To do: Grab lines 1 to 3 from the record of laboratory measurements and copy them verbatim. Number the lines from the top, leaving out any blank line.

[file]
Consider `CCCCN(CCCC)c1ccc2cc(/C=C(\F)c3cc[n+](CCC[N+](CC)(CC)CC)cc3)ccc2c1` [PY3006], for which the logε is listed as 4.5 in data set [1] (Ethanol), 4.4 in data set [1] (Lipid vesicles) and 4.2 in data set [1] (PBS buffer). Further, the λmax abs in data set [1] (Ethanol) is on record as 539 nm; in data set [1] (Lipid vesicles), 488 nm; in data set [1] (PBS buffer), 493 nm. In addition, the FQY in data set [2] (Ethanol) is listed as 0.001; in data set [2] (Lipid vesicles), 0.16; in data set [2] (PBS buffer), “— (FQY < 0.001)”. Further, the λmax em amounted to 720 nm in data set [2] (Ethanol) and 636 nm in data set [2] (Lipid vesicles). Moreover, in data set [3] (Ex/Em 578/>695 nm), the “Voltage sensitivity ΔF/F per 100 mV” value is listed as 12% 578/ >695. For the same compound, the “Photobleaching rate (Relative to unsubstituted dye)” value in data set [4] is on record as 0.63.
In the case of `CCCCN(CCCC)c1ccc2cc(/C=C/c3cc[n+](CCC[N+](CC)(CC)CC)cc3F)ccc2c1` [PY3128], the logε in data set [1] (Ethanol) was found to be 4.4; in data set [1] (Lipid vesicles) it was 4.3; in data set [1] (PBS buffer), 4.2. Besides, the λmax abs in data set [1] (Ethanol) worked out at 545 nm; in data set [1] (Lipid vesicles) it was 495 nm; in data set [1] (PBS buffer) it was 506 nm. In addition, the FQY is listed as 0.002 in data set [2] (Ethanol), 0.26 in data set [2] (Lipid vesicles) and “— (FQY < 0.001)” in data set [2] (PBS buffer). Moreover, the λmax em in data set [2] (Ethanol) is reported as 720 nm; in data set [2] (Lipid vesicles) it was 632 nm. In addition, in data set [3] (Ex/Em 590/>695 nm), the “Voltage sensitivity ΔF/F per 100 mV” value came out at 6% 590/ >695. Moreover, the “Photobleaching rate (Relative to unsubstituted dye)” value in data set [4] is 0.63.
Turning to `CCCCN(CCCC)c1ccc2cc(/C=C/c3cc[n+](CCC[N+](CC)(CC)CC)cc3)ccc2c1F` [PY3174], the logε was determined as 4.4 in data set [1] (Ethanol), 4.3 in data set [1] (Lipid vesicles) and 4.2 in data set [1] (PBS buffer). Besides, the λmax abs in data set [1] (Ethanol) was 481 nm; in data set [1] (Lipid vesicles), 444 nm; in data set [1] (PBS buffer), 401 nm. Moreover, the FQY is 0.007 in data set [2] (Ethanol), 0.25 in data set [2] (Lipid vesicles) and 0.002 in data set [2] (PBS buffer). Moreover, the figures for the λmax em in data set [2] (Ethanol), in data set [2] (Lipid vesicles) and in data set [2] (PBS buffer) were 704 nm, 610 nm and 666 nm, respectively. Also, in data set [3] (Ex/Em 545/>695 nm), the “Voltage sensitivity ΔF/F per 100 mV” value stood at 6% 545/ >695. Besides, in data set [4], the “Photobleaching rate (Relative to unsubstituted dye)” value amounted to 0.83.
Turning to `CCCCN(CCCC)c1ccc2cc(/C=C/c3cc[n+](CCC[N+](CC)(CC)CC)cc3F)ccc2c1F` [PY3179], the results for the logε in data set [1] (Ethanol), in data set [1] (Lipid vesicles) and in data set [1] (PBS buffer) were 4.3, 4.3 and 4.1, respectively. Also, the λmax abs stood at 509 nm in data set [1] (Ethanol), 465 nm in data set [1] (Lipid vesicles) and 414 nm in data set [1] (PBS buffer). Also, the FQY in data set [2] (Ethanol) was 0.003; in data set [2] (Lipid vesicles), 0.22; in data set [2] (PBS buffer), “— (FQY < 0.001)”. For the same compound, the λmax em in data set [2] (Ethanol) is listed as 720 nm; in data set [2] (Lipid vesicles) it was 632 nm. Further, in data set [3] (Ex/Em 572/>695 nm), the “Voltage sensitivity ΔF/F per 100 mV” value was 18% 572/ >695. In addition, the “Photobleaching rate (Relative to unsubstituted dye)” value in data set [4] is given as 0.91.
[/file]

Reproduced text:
Consider `CCCCN(CCCC)c1ccc2cc(/C=C(\F)c3cc[n+](CCC[N+](CC)(CC)CC)cc3)ccc2c1` [PY3006], for which the logε is listed as 4.5 in data set [1] (Ethanol), 4.4 in data set [1] (Lipid vesicles) and 4.2 in data set [1] (PBS buffer). Further, the λmax abs in data set [1] (Ethanol) is on record as 539 nm; in data set [1] (Lipid vesicles), 488 nm; in data set [1] (PBS buffer), 493 nm. In addition, the FQY in data set [2] (Ethanol) is listed as 0.001; in data set [2] (Lipid vesicles), 0.16; in data set [2] (PBS buffer), “— (FQY < 0.001)”. Further, the λmax em amounted to 720 nm in data set [2] (Ethanol) and 636 nm in data set [2] (Lipid vesicles). Moreover, in data set [3] (Ex/Em 578/>695 nm), the “Voltage sensitivity ΔF/F per 100 mV” value is listed as 12% 578/ >695. For the same compound, the “Photobleaching rate (Relative to unsubstituted dye)” value in data set [4] is on record as 0.63.
In the case of `CCCCN(CCCC)c1ccc2cc(/C=C/c3cc[n+](CCC[N+](CC)(CC)CC)cc3F)ccc2c1` [PY3128], the logε in data set [1] (Ethanol) was found to be 4.4; in data set [1] (Lipid vesicles) it was 4.3; in data set [1] (PBS buffer), 4.2. Besides, the λmax abs in data set [1] (Ethanol) worked out at 545 nm; in data set [1] (Lipid vesicles) it was 495 nm; in data set [1] (PBS buffer) it was 506 nm. In addition, the FQY is listed as 0.002 in data set [2] (Ethanol), 0.26 in data set [2] (Lipid vesicles) and “— (FQY < 0.001)” in data set [2] (PBS buffer). Moreover, the λmax em in data set [2] (Ethanol) is reported as 720 nm; in data set [2] (Lipid vesicles) it was 632 nm. In addition, in data set [3] (Ex/Em 590/>695 nm), the “Voltage sensitivity ΔF/F per 100 mV” value came out at 6% 590/ >695. Moreover, the “Photobleaching rate (Relative to unsubstituted dye)” value in data set [4] is 0.63.
Turning to `CCCCN(CCCC)c1ccc2cc(/C=C/c3cc[n+](CCC[N+](CC)(CC)CC)cc3)ccc2c1F` [PY3174], the logε was determined as 4.4 in data set [1] (Ethanol), 4.3 in data set [1] (Lipid vesicles) and 4.2 in data set [1] (PBS buffer). Besides, the λmax abs in data set [1] (Ethanol) was 481 nm; in data set [1] (Lipid vesicles), 444 nm; in data set [1] (PBS buffer), 401 nm. Moreover, the FQY is 0.007 in data set [2] (Ethanol), 0.25 in data set [2] (Lipid vesicles) and 0.002 in data set [2] (PBS buffer). Moreover, the figures for the λmax em in data set [2] (Ethanol), in data set [2] (Lipid vesicles) and in data set [2] (PBS buffer) were 704 nm, 610 nm and 666 nm, respectively. Also, in data set [3] (Ex/Em 545/>695 nm), the “Voltage sensitivity ΔF/F per 100 mV” value stood at 6% 545/ >695. Besides, in data set [4], the “Photobleaching rate (Relative to unsubstituted dye)” value amounted to 0.83.